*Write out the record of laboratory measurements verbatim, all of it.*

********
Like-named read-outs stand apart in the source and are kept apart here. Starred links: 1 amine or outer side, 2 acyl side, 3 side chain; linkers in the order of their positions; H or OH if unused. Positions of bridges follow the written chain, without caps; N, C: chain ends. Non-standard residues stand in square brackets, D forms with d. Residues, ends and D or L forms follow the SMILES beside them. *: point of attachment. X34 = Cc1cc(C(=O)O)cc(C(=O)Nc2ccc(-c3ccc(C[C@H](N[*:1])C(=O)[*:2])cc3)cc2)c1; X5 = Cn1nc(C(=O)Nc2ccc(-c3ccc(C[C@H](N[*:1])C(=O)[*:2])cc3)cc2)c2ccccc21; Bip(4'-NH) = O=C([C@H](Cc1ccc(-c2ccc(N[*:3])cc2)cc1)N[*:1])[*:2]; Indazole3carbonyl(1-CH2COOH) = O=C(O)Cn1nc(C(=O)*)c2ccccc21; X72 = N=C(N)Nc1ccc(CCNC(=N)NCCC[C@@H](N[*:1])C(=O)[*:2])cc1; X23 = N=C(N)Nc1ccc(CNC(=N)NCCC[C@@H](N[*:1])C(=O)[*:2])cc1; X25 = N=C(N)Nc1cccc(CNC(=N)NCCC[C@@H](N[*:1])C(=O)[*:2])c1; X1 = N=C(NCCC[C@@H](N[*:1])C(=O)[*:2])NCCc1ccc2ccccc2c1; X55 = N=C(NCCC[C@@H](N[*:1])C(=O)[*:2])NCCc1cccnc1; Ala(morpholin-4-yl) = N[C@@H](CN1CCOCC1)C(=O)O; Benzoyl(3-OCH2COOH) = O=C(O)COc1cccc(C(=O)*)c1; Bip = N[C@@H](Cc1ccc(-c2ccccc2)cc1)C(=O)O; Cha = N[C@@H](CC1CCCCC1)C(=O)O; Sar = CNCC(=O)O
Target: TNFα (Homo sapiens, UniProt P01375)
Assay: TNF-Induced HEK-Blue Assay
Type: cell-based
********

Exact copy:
Like-named read-outs stand apart in the source and are kept apart here. Starred links: 1 amine or outer side, 2 acyl side, 3 side chain; linkers in the order of their positions; H or OH if unused. Positions of bridges follow the written chain, without caps; N, C: chain ends. Non-standard residues stand in square brackets, D forms with d. Residues, ends and D or L forms follow the SMILES beside them. *: point of attachment. X34 = Cc1cc(C(=O)O)cc(C(=O)Nc2ccc(-c3ccc(C[C@H](N[*:1])C(=O)[*:2])cc3)cc2)c1; X5 = Cn1nc(C(=O)Nc2ccc(-c3ccc(C[C@H](N[*:1])C(=O)[*:2])cc3)cc2)c2ccccc21; Bip(4'-NH) = O=C([C@H](Cc1ccc(-c2ccc(N[*:3])cc2)cc1)N[*:1])[*:2]; Indazole3carbonyl(1-CH2COOH) = O=C(O)Cn1nc(C(=O)*)c2ccccc21; X72 = N=C(N)Nc1ccc(CCNC(=N)NCCC[C@@H](N[*:1])C(=O)[*:2])cc1; X23 = N=C(N)Nc1ccc(CNC(=N)NCCC[C@@H](N[*:1])C(=O)[*:2])cc1; X25 = N=C(N)Nc1cccc(CNC(=N)NCCC[C@@H](N[*:1])C(=O)[*:2])c1; X1 = N=C(NCCC[C@@H](N[*:1])C(=O)[*:2])NCCc1ccc2ccccc2c1; X55 = N=C(NCCC[C@@H](N[*:1])C(=O)[*:2])NCCc1cccnc1; Ala(morpholin-4-yl) = N[C@@H](CN1CCOCC1)C(=O)O; Benzoyl(3-OCH2COOH) = O=C(O)COc1cccc(C(=O)*)c1; Bip = N[C@@H](Cc1ccc(-c2ccccc2)cc1)C(=O)O; Cha = N[C@@H](CC1CCCCC1)C(=O)O; Sar = CNCC(=O)O
Target: TNFα (Homo sapiens, UniProt P01375)
Assay: TNF-Induced HEK-Blue Assay
Type: cell-based